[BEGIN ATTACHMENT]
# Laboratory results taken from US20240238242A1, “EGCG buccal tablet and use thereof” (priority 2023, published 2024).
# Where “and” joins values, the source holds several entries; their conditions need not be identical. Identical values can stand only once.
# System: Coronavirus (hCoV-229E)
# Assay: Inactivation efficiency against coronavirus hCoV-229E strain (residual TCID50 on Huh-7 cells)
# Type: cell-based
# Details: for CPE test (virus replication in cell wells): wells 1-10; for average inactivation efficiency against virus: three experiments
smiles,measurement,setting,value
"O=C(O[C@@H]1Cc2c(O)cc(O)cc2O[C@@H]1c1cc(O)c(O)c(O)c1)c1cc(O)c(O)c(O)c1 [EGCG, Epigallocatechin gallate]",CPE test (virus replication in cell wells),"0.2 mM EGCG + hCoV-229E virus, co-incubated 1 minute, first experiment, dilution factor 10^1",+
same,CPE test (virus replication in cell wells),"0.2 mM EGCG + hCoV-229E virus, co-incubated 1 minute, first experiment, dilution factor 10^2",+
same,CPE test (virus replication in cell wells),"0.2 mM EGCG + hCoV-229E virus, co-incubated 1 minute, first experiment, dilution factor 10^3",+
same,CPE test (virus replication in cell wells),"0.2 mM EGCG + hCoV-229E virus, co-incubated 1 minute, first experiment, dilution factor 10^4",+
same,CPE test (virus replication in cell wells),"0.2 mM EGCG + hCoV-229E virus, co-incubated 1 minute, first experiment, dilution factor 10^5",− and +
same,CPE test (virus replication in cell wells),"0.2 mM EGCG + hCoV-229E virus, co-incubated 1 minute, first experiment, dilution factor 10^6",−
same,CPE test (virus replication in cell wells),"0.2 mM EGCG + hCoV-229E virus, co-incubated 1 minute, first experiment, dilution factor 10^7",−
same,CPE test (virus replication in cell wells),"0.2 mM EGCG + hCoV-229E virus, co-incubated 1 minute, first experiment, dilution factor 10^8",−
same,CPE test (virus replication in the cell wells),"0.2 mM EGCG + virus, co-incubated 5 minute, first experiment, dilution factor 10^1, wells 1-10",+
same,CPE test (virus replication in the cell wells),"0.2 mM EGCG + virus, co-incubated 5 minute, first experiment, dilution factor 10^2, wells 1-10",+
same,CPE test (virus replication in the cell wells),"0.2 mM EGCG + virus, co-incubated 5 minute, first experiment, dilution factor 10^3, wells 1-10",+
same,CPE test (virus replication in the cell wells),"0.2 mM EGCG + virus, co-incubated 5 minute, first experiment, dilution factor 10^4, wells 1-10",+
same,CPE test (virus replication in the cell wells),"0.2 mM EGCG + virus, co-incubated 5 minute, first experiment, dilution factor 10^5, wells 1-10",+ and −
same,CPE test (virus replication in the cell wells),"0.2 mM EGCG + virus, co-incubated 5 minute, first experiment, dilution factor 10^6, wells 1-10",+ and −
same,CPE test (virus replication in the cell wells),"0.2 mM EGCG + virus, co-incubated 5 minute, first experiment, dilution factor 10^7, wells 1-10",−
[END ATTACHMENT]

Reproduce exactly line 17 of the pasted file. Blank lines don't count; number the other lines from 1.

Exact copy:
same,CPE test (virus replication in the cell wells),"0.2 mM EGCG + virus, co-incubated 5 minute, first experiment, dilution factor 10^2, wells 1-10",+